8 Robert A. Keller '58, has been serving as an assistant dean of the Stanford School of Law since last October, with responsibilities centering in the area of alumni relations and financial development. While at the Law School, Dean Keller was a member of the Board of Editors of the Stanford Law Review and was elected to Order of the Coif. From his graduation in 1958 until his appointment as assistant dean, he was associated with the San Francisco law firm of Orrick, Dahlquist, Herrington, and Sutcliffe. His work there was concerned with antitrust, public utilities, and corporate matters, including litigation. A native of Oklahoma City, Dean Keller served as an officer in the United States Navy for four years after having received his Bachelor of Business Administration from the University of Oklahoma in Seven law professors were among holders of endowed professorships honored by the Stanford Alumni Association at its annual campus conference. All Stanford professors who hold, or have held, endowed professorships and their wives were guests of honor at the conference luncheon held on May 14. Law faculty honored included Carl B. Spaeth, William Nelson Cromwell Professor of Law; John B. Hurlbut, Jackson Eli Reynolds Professor of Law; and Moffatt Hancock, Marion Rice Kirkwood Professor of Law. All emeritus holders of the William Nelson Cromwell Chair were present at the luncheon: Marion Rice Kirkwood, , George E. Osborne, ; and Harold Shepherd, Also present was Lowell Turrentine, the first holder of the Marion Rice Kirkwood Chair, Professor Edwin M. Zimmerman is currently on leave from the faculty of the Law School while serving in the Antitrust Division, Department of Justice. He was appointed first assistant to the head of the Division last December, after having served as Director of Policy Planning in the Antitrust Division since July At Stanford, Professor Zimmerman has taught Agency, Securities Regulation, Regulated Industries, Government Regulation of Business, Law and the Competitive Economy, and Administrative Law. The Stanford Law Library's collection of materials in the field of real property will be greatly strengthened by a recent grant of $44,000 to the School for that purpose by the Title Insurance Company and Trust Foundation, based in Los Angeles. The Law School will receive $24,000 as an initial grant, and five years of support of $4,000 per year. To guide use of the grant, a library accession program has been drawn up by Professors Moffatt Hancock, John Merryman, Charles Meyers, and Howard Williams, all of whom teach in the area of real estate law, and the School's librarian, Professor J. Myron Jacobstein. The accessions will fall in four main categories: current and historical development of the law of real property; natural resources and conservation of land; land use controls; and foreign land law. The Law School's first student yearbook has just been published. Sponsored by the School's general student organization, the Law Association, the yearbook was prepared under the leadership of John G. Bannister, Jr. '66, editor, and David W Layne '66, and Malcolm D. Hawk '67, associate editors. The 128-page book contains portraits of the students from all three current law classes and of the law faculty. Each student organization is represented by a group picture, with a description of its activities. Also in the book are photographs of familiar law school scenes, many of which are the work of Professor Moffatt Hancock. Mr. Hawk will serve as editor of next year's Stanford Law Yearbook and plans are already underway for the 1967 volume. 6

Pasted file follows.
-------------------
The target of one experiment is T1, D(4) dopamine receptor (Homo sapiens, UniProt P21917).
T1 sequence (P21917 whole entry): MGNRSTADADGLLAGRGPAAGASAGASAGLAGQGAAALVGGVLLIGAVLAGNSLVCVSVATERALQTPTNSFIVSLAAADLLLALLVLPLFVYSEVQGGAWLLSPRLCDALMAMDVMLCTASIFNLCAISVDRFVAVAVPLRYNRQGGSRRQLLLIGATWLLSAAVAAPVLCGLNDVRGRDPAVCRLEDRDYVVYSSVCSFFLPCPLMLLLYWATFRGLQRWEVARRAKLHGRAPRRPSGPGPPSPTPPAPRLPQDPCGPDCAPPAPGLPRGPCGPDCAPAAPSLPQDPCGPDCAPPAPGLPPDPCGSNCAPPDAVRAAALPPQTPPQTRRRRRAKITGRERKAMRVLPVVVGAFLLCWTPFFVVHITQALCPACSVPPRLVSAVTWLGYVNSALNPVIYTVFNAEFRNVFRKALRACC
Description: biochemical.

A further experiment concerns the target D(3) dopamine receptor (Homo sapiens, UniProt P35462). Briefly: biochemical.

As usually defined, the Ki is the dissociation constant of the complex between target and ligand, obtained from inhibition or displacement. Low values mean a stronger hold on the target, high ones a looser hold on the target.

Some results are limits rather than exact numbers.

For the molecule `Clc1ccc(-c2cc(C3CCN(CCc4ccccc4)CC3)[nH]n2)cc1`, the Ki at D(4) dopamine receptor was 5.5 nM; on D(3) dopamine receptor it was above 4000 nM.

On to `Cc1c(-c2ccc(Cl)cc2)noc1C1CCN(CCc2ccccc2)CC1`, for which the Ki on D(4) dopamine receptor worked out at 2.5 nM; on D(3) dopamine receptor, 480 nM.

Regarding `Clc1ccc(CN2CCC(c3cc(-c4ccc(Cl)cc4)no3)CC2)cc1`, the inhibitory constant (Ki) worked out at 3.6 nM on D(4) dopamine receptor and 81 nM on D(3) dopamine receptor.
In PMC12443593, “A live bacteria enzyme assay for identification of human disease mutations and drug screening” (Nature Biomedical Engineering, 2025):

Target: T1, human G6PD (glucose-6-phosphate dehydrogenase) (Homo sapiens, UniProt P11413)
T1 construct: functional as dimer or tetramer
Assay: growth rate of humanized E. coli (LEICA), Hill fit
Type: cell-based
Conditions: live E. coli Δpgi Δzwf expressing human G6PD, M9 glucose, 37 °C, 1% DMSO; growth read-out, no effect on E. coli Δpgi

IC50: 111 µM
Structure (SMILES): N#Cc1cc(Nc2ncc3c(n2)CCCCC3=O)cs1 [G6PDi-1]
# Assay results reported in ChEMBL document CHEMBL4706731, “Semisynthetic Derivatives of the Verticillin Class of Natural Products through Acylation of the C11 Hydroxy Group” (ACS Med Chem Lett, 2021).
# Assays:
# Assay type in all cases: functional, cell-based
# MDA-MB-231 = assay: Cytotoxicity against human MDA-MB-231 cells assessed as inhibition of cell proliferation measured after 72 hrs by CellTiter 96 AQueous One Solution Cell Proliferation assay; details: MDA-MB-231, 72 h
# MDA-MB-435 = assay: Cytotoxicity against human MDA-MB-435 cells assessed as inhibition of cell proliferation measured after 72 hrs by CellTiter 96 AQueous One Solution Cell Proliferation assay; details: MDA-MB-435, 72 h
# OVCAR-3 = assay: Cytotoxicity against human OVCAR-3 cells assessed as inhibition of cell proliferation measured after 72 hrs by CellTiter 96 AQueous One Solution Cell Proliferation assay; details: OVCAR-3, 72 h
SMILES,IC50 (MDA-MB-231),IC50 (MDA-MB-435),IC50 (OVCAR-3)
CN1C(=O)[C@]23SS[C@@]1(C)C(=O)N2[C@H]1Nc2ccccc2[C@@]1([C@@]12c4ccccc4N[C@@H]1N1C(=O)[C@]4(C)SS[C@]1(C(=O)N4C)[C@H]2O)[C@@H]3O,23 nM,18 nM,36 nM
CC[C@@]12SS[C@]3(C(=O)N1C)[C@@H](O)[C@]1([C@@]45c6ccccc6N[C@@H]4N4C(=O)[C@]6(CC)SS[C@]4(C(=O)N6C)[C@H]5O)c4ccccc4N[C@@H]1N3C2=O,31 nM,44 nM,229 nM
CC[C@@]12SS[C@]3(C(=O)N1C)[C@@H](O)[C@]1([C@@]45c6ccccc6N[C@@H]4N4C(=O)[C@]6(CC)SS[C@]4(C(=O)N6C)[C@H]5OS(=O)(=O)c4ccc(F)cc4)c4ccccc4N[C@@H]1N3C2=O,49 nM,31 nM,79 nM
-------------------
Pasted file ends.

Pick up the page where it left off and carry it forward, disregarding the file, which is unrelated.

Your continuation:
9 STANFORD LAW FORUM The Stanford Law Forum is one of the Law Schoor's most active student organizations. During the course of the past academic year, the Forum has presented a wide variety of speakers under several programs and formats, including the World of the Law series, the Oxford Debate, the Professional Responsibility series, and the guest-in-residence program. In the World of the Law series, members of the bar participated in panels and discussions to help acquaint law students with some of the career possibilities that lie open to the well-trained lawyer today. In November and December, law students heard in four successive programs: Judge Richard Sims, Jr., of the California District Court of Appeals; Evelle J. Younger, District Attorney of Los Angeles County;Thomas E. Haven'48, Maurice D. L. Fuller, Jr. '55, and Thomas Klitgaard of the San Francisco firm of Pillsbury, Madison and Sutro; Winslow Christian '49, executive secretary to Governor Brown; and John Kaplan, associate professor of law at Stanford. The spring series on Professional Responsibility concerned problems of ethics and professional conduct in personal injury litigation, corporate law, criminal trials, trusts and estates, and other areas of practice. From October 13 to 16, 1965, the Forum inaugurated its guest-in-residence program. Its first guest was the Honorable Elliot Lee Richardson, Lieutenant Governor of Massachusetts. A former president of the Harvard Law Review, law clerk to both Judge Learned Hand and Justice Felix Frankfurter, Mr. Richardson was a successful lawyer and partner in Ropes and Gray and is a politician with an academic turn of mind. During his stay at Stanford, he gave two public lectures on problems of public administration. But he spent most of his three days at the School attending classes and meeting informally with students and faculty in seminars and at meals, discussing, with clarity and wit, the Members of the Law Forum with the Honorable Alfred Bexelius, Sweden's Ombuds/nan: Rex Heeseman '67, left, Richard Harray '67, David Lelewer '67, Mr. Bexelius, Tho/nos Craven '66, and Malcoln1 Hawk '67. frustrations and challenges of political life and public law. The Oxford Debate has become a spring tradition at the School- a combination of serious debate and good fellowship. This year's debate was held on' the afternoon of March 3 at Rickey's Hyatt House. The principal speakers were Roderick M. Hills '55 and Arthur H. Connolly, Jr., both of whom have served on the State Bar of California Group Legal Services Committee. Professor Jack Friedenthal served as moderator. Mr. Hills argued that the rules of the California State Bar should be amended to accommodate group legal services; Mr. Connolly contended that such a change would 7